• 78 Metascore
    • 80 Alan Sepinwall
    The drama is one of the season's best because it makes you care even when you know something big is coming -- and because it finds pleasant little surprises along the way.
    • 74 Metascore
    • 80 Alan Sepinwall
    Chuck starts a step slower, with more exposition in the first two episodes and no larger-than-life character like Satan to smooth over that, but by episode three, it's just as assured and entertaining in its own extremely similar way.
    • 66 Metascore
    • 80 Alan Sepinwall
    Krause could be hard to digest as the self-righteous Nate on "Six Feet Under," but he makes a fine, amusingly flustered straight man to the cast of eccentrics that Wright and producer Greg Berlanti have assembled.
    • 85 Metascore
    • 80 Alan Sepinwall
    Because Dexter's victims are always so evil, we're inclined to root for him, but moments like that--or one in where Dexter admits he doesn't really care about saving innocents, just scratching his itch to kill--gives the show more moral complexity than you would expect, and it's the better for that.
    • 89 Metascore
    • 80 Alan Sepinwall
    The fifth and final season may be the most overtly farcical, but only because things in this slightly fictionalized Baltimore have become, if you can imagine, worse than ever.
    • 80 Metascore
    • 80 Alan Sepinwall
    With the start of season two, it looks like the expectations might finally meet the reality--or however real a show with aliens and time travel can get.
    • 70 Metascore
    • 80 Alan Sepinwall
    You get out what you put into it--even in the episodes that are weaker, I was rarely bored--and it's a consistent scripted oasis in a sea of shows where people take lie detector tests on camera.
    • 87 Metascore
    • 80 Alan Sepinwall
    The Lost season three finale was no fluke. The show has got its mojo back, and then some.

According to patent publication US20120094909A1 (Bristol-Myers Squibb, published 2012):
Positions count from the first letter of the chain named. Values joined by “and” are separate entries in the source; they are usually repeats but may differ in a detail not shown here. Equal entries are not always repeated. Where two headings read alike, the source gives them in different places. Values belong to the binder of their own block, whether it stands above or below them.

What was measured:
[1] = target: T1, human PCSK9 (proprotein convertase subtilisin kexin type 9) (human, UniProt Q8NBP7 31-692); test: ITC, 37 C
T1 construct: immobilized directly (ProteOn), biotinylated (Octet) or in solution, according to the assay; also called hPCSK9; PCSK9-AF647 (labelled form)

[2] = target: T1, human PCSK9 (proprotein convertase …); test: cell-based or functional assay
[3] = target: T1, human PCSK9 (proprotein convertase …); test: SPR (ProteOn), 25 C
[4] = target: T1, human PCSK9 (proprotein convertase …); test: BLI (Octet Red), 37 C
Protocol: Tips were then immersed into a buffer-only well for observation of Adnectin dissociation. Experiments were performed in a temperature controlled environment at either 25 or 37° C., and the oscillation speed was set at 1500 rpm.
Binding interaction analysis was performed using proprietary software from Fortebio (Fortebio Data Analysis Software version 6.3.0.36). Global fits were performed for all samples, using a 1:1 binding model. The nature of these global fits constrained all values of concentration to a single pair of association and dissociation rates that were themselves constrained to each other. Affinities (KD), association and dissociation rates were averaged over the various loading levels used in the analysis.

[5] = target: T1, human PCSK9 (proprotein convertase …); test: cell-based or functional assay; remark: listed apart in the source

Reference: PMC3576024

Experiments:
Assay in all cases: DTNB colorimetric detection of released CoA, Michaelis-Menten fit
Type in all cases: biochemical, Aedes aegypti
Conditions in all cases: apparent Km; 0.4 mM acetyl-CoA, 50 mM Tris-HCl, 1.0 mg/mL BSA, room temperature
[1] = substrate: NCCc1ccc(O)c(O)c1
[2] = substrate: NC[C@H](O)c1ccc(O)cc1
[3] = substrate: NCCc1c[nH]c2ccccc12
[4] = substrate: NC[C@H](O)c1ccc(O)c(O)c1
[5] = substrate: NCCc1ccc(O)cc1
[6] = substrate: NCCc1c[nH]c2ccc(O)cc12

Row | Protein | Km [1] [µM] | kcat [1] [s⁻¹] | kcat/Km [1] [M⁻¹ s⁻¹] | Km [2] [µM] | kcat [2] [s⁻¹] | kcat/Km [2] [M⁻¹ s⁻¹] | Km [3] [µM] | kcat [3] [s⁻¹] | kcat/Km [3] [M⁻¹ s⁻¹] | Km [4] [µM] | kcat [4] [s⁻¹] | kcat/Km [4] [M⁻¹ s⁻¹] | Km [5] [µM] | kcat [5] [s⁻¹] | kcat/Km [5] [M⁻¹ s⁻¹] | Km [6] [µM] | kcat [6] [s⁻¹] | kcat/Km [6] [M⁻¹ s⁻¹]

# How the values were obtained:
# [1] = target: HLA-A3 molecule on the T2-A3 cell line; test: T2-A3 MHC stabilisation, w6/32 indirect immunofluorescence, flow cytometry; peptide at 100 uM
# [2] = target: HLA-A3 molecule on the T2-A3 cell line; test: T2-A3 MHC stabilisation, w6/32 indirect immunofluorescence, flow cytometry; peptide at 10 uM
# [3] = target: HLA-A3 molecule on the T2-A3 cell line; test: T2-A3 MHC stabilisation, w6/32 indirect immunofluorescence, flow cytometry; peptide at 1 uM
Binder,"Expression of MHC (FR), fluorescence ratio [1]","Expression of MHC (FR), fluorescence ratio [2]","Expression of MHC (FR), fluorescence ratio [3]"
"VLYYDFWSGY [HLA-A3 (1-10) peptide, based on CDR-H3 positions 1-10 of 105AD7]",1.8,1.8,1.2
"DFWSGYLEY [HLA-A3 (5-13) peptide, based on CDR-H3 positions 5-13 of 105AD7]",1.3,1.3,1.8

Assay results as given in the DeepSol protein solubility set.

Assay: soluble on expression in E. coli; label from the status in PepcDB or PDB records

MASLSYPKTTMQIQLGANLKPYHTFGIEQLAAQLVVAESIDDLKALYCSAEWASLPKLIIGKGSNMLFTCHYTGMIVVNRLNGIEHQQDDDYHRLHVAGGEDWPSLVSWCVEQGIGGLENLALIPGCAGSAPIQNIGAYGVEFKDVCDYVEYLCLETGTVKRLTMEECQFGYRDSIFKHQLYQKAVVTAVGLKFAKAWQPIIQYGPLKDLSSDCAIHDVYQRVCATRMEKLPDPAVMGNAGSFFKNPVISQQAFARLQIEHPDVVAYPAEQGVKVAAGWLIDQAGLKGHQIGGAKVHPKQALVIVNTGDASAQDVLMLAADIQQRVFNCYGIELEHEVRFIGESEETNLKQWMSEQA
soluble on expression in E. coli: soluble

• 81 Metascore
    • 80 Alan Sepinwall
    Those three performances are so good that they lift up everyone around them, whether it's Combs (best whenever he has Rashad or McDonald to spar with) or John Stamos, surprisingly subtle in what could be a thankless role as the white man who doesn't want the Youngers moving into his neighborhood.
    • 56 Metascore
    • 80 Alan Sepinwall
    In Plain Sight is a definite for any summer TV To-Watch list; don't cross it off until you've seen at least one.
    • 75 Metascore
    • 80 Alan Sepinwall
    Nix and company had a very thing going last season, and they've found a way to change the show a little without screwing it up.
    • 79 Metascore
    • 80 Alan Sepinwall
    Horne and Page have sweet chemistry, but what makes the show work is the cast of eccentrics that Corden and Jones have created around them.
    • 85 Metascore
    • 80 Alan Sepinwall
    Chiklis always sells his end of it, and when he has a great actor opposite him, you don't really notice how puzzling the story arcs would get.
    • 74 Metascore
    • 80 Alan Sepinwall
    There are shows on television that are smarter than Chuck, deeper, more ambitious, whatever. At the moment, I can't think of one that's more fun.
    • 83 Metascore
    • 80 Alan Sepinwall
    The premiere doesn't necessarily have the sort of mythical, spine-tingling moments that the first season provided from time to time, but the acting remains strong (particularly by Chandler and Britton, the First Couple of primetime) and it feels like an episode of Friday Night Lights in a way that very little of season two did.
    • 83 Metascore
    • 80 Alan Sepinwall
    A show this whimsical needs a few anchors to avoid floating away altogether. Emerson is one, and the hands-off Ned and Chuck romance is the other.